Following hot on the heels of the limited-edition Cayman GT4, the Boxster Spyder is among the last of the current-generation mid-engined Porsche family.
But if you think the Spyder is simply a soft-top Cayman GT4 think again, for while the latter fuses elements of Carrera and GT3 into the smaller Cayman shell, the Spyder merely tweaks the DNA of the Boxster GTS, a car $23,500 cheaper and a phenomenal steer in its own right.
Unlike its hard-top GT4 sibling, the top-of-the-tree Boxster isn’t a product of Porsche’s motorsport department, though there is little separating the two in a straight line.
In a move that enthusiasts have been crying out for ever since the roadster’s introduction in 1996, Porsche has fitted the 3.8-litre flat-six from the Carrera S; power and torque decrease from 298kW/440Nm to 276kW/420Nm, but that is still a formidable 33kW/50Nm more than the GTS.
Combine this extra urge with a 1315kg kerb weight, the lightest of any Boxster, and 0-100km/h disappears in just 4.5sec on the way to a 290km/h top speed.
Key to that weight loss is the removal of the folding hard-top roof, replaced by a manually-operated bikini top which looks nice, can withstand an automatic car wash and remain in place at top whack, but requires the deft fingers of a surgeon to operate with any finesse.
Yes, it’s an improvement over the arrangement found on the previous-generation Boxster Spyder, but that will be of little comfort when every sudden weather change threatens to bring on a state of panic.
The good news is that this single-layer hoodie provides even better access to the vocal talents of the enlarged engine. The soundtrack emanating from the rear bulkhead is a familiar tune to that of the GTS, but much more raw and intense – above 200km/h the sheer volume of noise threatens to anaesthetise your eardrums like the original 1989 911 Speedster.
Another key difference between GTS and Spyder is the eagerness of the drivetrain. For maximum performance, keep it singing between 4500-7000rpm, where urge, thrust and throttle response are at their peak.
Being thankfully naturally-aspirated, it must work much harder than a turbo engine to muster up the power, but its response is more prompt, throttle modulation could hardly be sweeter and the engine note is a symphony.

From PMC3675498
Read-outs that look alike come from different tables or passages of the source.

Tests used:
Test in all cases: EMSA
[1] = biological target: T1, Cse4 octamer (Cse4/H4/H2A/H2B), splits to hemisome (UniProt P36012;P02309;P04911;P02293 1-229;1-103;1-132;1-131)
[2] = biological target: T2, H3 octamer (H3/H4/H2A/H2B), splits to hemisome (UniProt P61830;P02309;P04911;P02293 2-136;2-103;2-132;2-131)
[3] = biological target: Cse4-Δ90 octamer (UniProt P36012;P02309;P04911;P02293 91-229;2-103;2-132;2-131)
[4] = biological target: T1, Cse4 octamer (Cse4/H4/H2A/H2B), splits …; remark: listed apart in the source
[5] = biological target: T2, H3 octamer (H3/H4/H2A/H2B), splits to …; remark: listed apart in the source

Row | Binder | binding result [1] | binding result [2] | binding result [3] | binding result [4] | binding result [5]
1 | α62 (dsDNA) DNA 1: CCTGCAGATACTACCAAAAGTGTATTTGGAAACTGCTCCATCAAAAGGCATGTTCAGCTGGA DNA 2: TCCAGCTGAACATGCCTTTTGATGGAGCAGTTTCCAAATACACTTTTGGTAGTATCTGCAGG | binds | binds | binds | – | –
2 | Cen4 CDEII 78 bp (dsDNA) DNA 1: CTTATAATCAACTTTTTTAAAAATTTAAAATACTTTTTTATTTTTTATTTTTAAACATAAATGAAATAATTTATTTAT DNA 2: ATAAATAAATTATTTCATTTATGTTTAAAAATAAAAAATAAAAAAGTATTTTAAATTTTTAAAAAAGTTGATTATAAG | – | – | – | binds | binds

The only available gearbox is a six-speed manual, but while the PDK would make it an easier day-to-day companion, the quick, slick manual is as good as they come.
While the Spyder’s chassis hasn’t undergone the thorough re-engineering associated with Porsche’s ‘GT’ cars, it builds on the Boxster’s impressive platform with a 20mm lower ride height, quicker-ratio steering from the 911 Turbo, brakes lifted from the Carrera S (340mm discs with six-piston calipers up front; 330mm discs and four-piston calipers at the rear) and 20-inch wheels wearing 235/35 (front) and 265/35 (rear) rubber.
Carbon ceramic stoppers are a hideously expensive option, and one of questionable value unless your driveway resembles the Nordschleife.
With the serpentine tarmac of the Swabian Albs as our playground, the Boxster Spyder reveals a first-class driving experience, with brakes designed in heaven, super sensitive touchy-feely steering and a chassis that fuses grip, traction and roadholding with five-star finesse.
At the limits of adhesion the ABS will momentarily decelerate the inside rear wheel to quell understeer and pull the nose back in line, even before the intervention of PSM (Porsche-speak for ESP), however with the stability control disabled and those 420Nm turning the rear tyres, the mechanical locking differential ensures the Spyder is every bit as capable with opposite lock applied as its more hardcore brethren.
Is it an impressive enough performance to warrant the 15 per cent premium over the already superb GTS? For true driving enthusiasts we suspect it will be, and that’s before taking into account the Spyder’s unique exterior looks, the more aggressive body kit and twin ‘power domes’ ensuring it will never be mistaken for 'just another Boxster'.
Inside, the driving environment is more familiar, though with added dashes of alcantara and colour on the centre console and dash. Tech heads will find the sea-of-buttons infotainment and heating controls somewhat antiquated, but the driving position is peerless with superbly supportive seats (single-piece buckets are optional).
Overseas the Spyder presents itself as a pared-back, no-frills retro-racer, however Australian cars come fully loaded with satellite navigation, dual-zone climate control, cruise control, heated seats and the higher grade stereo system all standard.
Thus equipped, given the extra performance on offer the $23,500 premium charged over the Boxster GTS begins to take on less relevance.
That said, the Boxster Spyder won’t be to everyone’s taste. It doesn’t have the poise, panache or motorsport-derived credibility of the Cayman GT4, and the compromised roof arrangement makes life harder than it needs to be, limiting the car essentially to a sunny day plaything for most.
Equally, taking a pragmatic approach, in Australia you’re unlikely to broach the performance limits of the Boxster GTS on the public road, so the extra performance is of questionable purpose.
But pragmatism be damned, the retro-infused Spyder is an incredibly special car, a purist’s driving machine, the very existence of which should be celebrated for as long as possible.
With the imminent arrival of turbocharging, the next-generation of Porsche's sports car range will offer a different experience. Whether or not Weissach's engineers will continue on their current gold run is a question for the future, but for the moment, the hits just keep on coming.